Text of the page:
First, the Executive may not “stray into an area reserved for legislative power”. Second, an exercise of executive power cannot fetter the exercise of legislative power and cannot dispense with the operation of the law. Third, there can be no withdrawal of money from the Consolidated Revenue Fund without parliamentary authority in the form of appropriation legislation. Fourth, s 51 of the Constitution “provides every power necessary for the Parliament to prohibit or control the activity of the Executive in spending”. Fifth, through collective and individual ministerial responsibility to the Parliament, the Parliament “exercises substantial control over spending”. Sixth, the Constitution assumes the separate existence and continued organisation of the States. Seventh, State laws of general application apply to spending and contracting by the Commonwealth without legislative authority.

The Commonwealth was only prepared to accept the following limitation on federal spending (at [70]):

[E]xecutive power to contract and spend under s 61 of the Constitution extends to all those matters that are reasonably capable of being seen as of national benefit or concern; that is, all those matters that befit the national government of the federation, as discerned from the text and structure of the Constitution. (emphasis added)

This may at first instance appear to be a restatement of the nationhood power, but that would be to construe it more narrowly than the Commonwealth intended. What the proposed limitation does, in effect, is take the federal spending power back to the debates over its breadth that occurred when it was assumed to rest on ss 81 and 83 of the Constitution and the question was whether certain expenditures were for ‘the purposes of the Commonwealth.’ The Commonwealth argued that the NSCSWP would have fallen within this test of national benefit or concern, because the States had agreed to the federal funding of the program. The Court rejected that this could be the constitutional test, noting the express constitutional provision for cooperation between the States and the Commonwealth, for example through ss 96 and s 51(xxxvii)).

Finally, the High Court rejected the analogy that the Commonwealth tried to draw between the federal Executive and the British Executive. At [80] the Court emphasised, as it had in Williams (No 1), that the Australian Constitution may have its history in British constitutional practice, and this has informed the inclusions of many of the provisions in Chapter II of the Constitution, but questions about the ambit of the Commonwealth’s executive power in s 61 of the Constitution must be decided ‘in light of all of the relevant provisions of the Constitution, not just those which derive from British constitutional practice.’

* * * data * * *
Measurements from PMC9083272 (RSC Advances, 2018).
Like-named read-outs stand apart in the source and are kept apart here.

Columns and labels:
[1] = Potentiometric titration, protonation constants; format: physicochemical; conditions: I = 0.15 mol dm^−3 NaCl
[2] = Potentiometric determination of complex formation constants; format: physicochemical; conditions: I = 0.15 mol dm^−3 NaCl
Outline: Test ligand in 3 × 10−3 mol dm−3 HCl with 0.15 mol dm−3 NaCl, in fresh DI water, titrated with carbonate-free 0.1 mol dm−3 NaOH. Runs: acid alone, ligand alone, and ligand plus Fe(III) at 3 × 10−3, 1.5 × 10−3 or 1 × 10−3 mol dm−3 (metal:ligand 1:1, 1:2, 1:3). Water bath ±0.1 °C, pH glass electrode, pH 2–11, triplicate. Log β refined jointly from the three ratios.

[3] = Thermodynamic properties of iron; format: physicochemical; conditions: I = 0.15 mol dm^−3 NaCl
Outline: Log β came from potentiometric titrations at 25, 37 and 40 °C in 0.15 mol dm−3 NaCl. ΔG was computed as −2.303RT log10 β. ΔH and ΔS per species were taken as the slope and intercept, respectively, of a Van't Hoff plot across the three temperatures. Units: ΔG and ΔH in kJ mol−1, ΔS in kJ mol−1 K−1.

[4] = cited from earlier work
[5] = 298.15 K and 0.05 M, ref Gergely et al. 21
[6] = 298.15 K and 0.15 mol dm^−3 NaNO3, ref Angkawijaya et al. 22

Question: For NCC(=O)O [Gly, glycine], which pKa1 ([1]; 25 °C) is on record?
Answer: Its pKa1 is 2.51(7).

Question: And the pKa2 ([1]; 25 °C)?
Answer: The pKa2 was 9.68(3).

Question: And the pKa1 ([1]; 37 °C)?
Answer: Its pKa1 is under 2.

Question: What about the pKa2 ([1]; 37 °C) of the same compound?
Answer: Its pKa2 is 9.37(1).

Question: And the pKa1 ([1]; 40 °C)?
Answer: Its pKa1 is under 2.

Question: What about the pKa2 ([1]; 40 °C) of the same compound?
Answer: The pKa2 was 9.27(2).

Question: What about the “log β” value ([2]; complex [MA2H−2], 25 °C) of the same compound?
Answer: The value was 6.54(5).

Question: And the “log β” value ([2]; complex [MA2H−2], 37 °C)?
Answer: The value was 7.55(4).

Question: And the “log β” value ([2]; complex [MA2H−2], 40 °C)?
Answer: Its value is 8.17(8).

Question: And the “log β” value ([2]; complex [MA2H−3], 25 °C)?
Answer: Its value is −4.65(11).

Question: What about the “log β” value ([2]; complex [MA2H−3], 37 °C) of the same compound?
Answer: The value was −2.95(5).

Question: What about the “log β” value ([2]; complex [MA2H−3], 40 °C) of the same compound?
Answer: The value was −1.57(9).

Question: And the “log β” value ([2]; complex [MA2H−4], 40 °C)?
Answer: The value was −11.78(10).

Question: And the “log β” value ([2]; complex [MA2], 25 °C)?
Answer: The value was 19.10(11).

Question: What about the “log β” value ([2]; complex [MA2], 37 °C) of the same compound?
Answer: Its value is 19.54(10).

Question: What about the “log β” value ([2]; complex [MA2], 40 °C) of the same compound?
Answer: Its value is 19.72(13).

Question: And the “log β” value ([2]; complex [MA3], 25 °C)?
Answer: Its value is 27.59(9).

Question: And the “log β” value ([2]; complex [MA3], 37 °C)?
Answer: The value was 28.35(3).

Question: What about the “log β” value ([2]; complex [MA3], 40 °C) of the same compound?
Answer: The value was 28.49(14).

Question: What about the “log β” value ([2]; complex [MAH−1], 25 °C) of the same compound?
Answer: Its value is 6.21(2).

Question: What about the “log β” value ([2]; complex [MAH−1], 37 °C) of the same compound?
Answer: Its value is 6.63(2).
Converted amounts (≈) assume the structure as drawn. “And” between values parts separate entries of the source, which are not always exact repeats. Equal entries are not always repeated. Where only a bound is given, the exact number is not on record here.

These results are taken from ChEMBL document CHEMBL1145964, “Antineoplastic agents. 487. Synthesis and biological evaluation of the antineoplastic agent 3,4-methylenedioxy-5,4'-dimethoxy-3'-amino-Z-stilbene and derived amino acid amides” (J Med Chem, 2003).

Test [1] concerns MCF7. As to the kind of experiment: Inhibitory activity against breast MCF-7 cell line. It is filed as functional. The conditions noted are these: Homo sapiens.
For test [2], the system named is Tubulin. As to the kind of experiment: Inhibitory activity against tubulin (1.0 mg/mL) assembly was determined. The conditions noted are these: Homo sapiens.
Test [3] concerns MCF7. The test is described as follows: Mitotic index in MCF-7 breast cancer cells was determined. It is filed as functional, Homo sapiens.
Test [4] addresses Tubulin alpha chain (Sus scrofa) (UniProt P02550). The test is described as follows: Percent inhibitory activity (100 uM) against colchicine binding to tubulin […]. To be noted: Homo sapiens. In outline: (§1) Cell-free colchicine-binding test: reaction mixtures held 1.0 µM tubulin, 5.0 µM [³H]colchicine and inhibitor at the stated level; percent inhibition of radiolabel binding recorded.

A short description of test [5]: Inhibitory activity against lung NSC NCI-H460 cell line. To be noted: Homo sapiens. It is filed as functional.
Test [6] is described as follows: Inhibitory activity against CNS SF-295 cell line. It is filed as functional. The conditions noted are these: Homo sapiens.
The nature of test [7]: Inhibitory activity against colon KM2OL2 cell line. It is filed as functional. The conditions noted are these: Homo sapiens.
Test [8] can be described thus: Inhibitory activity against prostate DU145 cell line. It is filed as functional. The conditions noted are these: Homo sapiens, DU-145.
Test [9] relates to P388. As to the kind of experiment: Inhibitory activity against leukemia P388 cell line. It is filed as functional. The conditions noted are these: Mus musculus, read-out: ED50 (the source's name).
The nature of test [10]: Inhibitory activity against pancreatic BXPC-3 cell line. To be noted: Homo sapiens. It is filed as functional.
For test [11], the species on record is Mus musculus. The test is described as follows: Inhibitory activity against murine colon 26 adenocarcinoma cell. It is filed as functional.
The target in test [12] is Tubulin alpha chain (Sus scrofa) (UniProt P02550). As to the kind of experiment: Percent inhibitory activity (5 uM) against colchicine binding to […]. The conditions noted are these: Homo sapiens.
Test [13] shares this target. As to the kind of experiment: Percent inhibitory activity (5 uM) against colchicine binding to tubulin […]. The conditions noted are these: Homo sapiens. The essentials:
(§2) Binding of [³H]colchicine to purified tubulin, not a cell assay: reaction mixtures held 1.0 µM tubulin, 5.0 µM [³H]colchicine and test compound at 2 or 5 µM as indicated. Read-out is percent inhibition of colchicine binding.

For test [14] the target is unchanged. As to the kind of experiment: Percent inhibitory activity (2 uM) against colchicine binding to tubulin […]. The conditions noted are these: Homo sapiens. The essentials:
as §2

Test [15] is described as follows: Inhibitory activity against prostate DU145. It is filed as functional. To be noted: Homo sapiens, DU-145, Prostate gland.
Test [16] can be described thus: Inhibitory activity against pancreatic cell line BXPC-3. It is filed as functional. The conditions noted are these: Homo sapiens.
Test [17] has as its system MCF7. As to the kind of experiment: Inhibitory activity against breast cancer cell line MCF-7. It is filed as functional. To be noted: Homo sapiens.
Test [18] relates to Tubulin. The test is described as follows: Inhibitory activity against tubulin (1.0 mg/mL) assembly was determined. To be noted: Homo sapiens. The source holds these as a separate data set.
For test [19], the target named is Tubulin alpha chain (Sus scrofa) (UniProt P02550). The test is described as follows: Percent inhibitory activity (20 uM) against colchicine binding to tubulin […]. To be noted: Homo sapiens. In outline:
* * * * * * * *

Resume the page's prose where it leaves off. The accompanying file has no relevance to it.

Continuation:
Anna Olijnyk: The Corporations and Student Benefits Powers

Given the Court’s conclusions on the spending power, the validity of the NSCSWP depended on whether the impugned provisions were supported by a head of power. Two heads of power were considered: ss 51(xx) and (xxiiiA). The High Court found the legislation was not supported by either head of power.

The corporations power

French CJ, Hayne, Kiefel, Bell and Keane JJ dealt with the corporations power argument in three paragraphs. For the purposes of this analysis, their Honours were prepared to assume that the opposite party to any agreement made for the purposes of the NSCSWP would be (or even must be) a trading or financial corporation. On this assumption, the law was one authorising the Commonwealth to make payments to trading and financial corporations. Nevertheless, the law was held not to be supported by s 51(xx) as it made ‘no provision regulating or permitting any act by or on behalf of any corporation’.  Further, the law

is not one authorising or regulating the activities, functions, relationships or business of constitutional corporations generally or any particular constitutional corporation; it is not one regulating the conduct of those through whom a constitutional corporation acts or those whose conduct is capable of affecting its activities, functions, relationships or business.

This passage reproduces much of the statement of the scope of the corporations power adopted in Work Choices,  with the notable exception of part of that statement that seemed most relevant to the issue in Williams (No 2): the ‘creation of rights, and privileges belonging to’ trading and financial corporations. This somewhat selective use of Work Choices may indicate a move away from the expansive reading of the corporations power that has developed since the Concrete Pipes Case.

The conclusion that the law was not supported by the corporations power negated the need to determine whether SUQ – a corporation whose purposes and activities are largely religious – was a trading or financial corporation. The Court expressly left open the question of the meaning of ‘trading or financial corporations’ for the purposes of s 51(xx).

Benefits to students